St. Louis volunteers have formed a new group, St. Louis Quarantine Support, and are coming together to take care of our at-risk population by helping out with every day errands like delivering groceries, picking up prescriptions, providing rides to the doctor, or walking dogs. Request assistance from with this short form. You can also volunteer your time or donate a few dollars if you’re able. Please note, this is a group of private citizens, not officially organized or endorsed by the St. Louis Board of Education or the City of St. Louis.
    Staff who are in need of social or emotional support are encouraged to access the free, confidential Employee Assistance Program (EAP) through United HealthCare via phone, 1-800-622-7276, or online: www.liveandworkwell.com. Additionally, UHC provides 24/7 phone or video virtual visits with a doctor ($0 co-pay):  www.uhc.com/virtualvisits.
    UPS and FedEx both have decided to suspend signatures on packages to minimize contamination and personal contact. You can manage your deliveries online
    You don’t need to be an Amazon Prime member to access family friendly movies and television. Customers only need to log in or create a free Amazon.com account to enjoy free family programming.
    While Spring Break is rejuvenating for our young scholars, this unexpected extended school closure period may disrupt the planned flow of learning. SLPS has created “Keep On Learning”, a resource for students and families while our kids are out of school. Visit www.slps.org/keeponlearning for interesting age-appropriate educational materials students might not have a chance to experience in the classroom.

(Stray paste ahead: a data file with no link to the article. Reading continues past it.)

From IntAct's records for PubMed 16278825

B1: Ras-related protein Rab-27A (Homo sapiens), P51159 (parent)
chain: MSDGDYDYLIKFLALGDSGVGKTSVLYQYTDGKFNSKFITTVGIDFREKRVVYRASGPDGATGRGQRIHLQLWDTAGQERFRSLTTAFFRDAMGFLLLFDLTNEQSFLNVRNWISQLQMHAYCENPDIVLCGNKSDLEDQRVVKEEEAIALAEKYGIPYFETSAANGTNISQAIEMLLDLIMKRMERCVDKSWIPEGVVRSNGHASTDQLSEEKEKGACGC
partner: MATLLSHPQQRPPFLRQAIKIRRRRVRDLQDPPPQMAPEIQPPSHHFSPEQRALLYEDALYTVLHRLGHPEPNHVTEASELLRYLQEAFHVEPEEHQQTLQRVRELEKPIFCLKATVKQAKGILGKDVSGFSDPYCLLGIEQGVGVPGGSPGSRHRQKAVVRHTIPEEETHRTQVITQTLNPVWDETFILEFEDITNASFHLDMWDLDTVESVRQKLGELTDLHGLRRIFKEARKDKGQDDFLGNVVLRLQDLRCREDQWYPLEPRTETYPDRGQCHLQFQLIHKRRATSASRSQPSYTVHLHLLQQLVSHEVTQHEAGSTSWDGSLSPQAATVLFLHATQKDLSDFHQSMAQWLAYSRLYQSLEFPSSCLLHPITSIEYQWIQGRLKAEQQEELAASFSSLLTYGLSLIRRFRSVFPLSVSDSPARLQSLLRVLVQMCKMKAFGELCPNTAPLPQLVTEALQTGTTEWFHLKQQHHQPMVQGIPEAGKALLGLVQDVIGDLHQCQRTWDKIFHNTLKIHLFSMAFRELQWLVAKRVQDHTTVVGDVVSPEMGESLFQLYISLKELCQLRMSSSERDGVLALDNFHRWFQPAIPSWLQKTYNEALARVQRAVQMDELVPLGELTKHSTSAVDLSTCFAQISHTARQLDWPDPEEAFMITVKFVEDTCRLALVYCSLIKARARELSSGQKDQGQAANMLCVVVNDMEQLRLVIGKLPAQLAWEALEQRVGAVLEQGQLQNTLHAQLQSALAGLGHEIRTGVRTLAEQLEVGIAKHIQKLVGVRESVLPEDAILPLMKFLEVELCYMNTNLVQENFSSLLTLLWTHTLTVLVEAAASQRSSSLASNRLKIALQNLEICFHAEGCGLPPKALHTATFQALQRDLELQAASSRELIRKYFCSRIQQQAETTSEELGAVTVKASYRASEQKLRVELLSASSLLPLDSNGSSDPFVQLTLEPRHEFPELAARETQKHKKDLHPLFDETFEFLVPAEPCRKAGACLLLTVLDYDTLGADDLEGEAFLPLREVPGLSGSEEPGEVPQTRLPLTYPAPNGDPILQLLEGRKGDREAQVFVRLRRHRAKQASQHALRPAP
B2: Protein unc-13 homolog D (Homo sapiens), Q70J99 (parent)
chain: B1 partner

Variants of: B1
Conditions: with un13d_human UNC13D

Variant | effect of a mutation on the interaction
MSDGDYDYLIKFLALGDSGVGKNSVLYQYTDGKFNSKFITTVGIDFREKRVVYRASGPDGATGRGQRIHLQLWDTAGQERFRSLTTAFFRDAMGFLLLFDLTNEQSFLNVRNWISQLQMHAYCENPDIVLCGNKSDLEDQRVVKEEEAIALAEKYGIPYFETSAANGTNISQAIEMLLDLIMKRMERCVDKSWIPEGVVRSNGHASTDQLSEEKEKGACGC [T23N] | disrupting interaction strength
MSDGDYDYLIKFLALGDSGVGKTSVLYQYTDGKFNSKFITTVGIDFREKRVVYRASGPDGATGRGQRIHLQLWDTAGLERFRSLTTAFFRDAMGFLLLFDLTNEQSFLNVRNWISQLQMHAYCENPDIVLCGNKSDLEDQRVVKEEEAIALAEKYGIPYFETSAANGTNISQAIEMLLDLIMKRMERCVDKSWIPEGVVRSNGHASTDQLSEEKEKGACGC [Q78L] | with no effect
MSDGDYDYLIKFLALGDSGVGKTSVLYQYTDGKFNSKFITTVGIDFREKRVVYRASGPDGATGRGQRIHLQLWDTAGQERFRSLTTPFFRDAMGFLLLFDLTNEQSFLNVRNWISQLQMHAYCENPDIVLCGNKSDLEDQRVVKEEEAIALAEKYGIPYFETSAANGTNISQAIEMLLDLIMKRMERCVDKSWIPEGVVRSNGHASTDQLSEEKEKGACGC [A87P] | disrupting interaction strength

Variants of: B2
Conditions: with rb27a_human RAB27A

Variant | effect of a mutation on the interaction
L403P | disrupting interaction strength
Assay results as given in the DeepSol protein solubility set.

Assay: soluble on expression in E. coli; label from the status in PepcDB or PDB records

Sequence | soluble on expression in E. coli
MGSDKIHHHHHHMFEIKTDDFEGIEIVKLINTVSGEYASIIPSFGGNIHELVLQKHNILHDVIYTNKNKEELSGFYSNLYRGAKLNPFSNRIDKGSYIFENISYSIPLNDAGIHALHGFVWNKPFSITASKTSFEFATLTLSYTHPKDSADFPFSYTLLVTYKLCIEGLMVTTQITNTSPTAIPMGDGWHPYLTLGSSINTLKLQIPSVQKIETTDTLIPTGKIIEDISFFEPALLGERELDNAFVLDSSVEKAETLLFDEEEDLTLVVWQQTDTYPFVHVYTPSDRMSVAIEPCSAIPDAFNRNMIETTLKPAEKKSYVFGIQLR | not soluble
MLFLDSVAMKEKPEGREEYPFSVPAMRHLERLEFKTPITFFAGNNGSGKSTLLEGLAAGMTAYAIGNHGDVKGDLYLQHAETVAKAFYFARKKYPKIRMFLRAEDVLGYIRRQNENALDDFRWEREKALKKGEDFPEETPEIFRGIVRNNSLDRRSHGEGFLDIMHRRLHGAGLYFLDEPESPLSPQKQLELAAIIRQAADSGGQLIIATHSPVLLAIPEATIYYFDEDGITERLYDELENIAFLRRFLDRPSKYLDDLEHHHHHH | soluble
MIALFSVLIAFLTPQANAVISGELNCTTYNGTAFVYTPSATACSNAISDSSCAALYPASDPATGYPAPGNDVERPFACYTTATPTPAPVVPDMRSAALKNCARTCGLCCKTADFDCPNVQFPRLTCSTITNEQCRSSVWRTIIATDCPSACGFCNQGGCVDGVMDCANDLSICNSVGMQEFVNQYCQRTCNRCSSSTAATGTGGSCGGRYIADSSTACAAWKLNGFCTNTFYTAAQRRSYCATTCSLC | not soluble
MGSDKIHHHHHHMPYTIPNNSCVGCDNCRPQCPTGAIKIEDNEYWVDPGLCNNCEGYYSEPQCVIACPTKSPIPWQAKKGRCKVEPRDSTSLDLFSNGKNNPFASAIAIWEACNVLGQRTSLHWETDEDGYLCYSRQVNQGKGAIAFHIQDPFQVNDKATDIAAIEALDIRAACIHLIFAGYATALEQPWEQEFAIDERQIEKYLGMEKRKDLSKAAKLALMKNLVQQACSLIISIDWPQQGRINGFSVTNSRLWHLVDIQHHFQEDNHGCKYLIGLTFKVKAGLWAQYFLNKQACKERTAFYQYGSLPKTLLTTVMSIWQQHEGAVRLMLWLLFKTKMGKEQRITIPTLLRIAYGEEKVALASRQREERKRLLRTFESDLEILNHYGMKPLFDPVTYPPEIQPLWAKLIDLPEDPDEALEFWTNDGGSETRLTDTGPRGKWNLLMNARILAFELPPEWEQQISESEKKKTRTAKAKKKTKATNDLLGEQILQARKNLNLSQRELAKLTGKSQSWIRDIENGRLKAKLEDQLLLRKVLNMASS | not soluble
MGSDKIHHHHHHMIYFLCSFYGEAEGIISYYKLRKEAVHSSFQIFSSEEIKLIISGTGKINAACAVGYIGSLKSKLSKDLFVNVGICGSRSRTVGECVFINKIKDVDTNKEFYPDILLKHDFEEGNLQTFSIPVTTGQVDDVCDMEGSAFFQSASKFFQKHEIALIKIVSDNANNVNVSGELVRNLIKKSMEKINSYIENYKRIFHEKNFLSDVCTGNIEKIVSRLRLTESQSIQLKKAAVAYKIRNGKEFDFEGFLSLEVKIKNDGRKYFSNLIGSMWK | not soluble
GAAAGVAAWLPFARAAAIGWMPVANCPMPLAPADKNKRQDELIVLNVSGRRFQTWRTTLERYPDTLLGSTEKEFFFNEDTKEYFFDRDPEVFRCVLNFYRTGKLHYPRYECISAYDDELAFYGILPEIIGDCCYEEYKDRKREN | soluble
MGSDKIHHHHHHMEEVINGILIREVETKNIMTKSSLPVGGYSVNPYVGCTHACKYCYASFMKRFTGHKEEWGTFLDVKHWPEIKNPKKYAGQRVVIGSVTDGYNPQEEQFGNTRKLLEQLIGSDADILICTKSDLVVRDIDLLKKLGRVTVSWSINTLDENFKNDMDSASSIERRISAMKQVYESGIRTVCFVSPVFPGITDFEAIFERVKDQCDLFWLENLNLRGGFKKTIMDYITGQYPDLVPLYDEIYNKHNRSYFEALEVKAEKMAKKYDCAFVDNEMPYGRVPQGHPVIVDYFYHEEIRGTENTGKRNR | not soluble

Your neighborhood library branch may be closed, but you can still access a wealth of information and entertainment without leaving the house. The St. Louis Public Library offers eBooks, audiobooks, and online learning opportunities for all ages. The Library also live streams story time via their Facebook page. All St. Louis Public Library services are free of charge for any St. Louis Public Library cardholder. If you don’t have a library card, you can obtain an eCard online, at no cost.
    Many museums are offering virtual tours online. Here’s a list of world-class museums you can visit without getting off the couch.
    The St. Louis Aquarium is hosting live sessions of its exhibits via their Facebook page.
    We understand not everyone has access to internet service or WiFi hotspots. Any parent of a child who does not have access to the internet can contact Charter/Spectrum at 844-488-8395 to receive free internet access for 60 days. This offer is for households with K-12 or college students.
    If there are other resources or services you require please check https://www.slps.org/resources or give me a call.

SLPS 2020 Legislative Agenda

On November 12, 2019, the St. Louis City Board of Education approved our Legislative Agenda for the 2020 legislative session.  It was important to me that we add specific language surrounding the issue of tax abatement/TIF reform, stopping the expansion of charter schools (unless sponsored by the local public school district), and–most critically–advocating for equitable real estate taxes to reduce homelessness among our students and families.

The full document, which includes all of our policy stances, can be viewed here: http://www.votevowell.com/wp-content/uploads/2020/02/2020-SLPS-Legislative-Agenda.pdf

Lifting Student Voices: Student Representation on the Board of Ed

Even when adults keep kids at the heart of our decisions, sometimes we forget to include them in the decision-making process. As the duly elected Board of Education has now returned to full governance of the district, we are able to make real changes to SLPS and incorporate student perspective in our work.